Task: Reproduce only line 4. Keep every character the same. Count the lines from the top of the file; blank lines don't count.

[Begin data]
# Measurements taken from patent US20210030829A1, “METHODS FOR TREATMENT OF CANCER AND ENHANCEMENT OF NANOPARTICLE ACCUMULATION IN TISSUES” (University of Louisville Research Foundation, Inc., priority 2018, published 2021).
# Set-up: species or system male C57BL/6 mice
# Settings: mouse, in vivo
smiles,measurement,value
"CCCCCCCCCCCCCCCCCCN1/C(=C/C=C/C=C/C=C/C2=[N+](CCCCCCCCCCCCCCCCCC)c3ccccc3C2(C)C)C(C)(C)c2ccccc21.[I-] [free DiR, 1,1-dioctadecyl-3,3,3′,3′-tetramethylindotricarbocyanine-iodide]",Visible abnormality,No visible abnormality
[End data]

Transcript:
smiles,measurement,value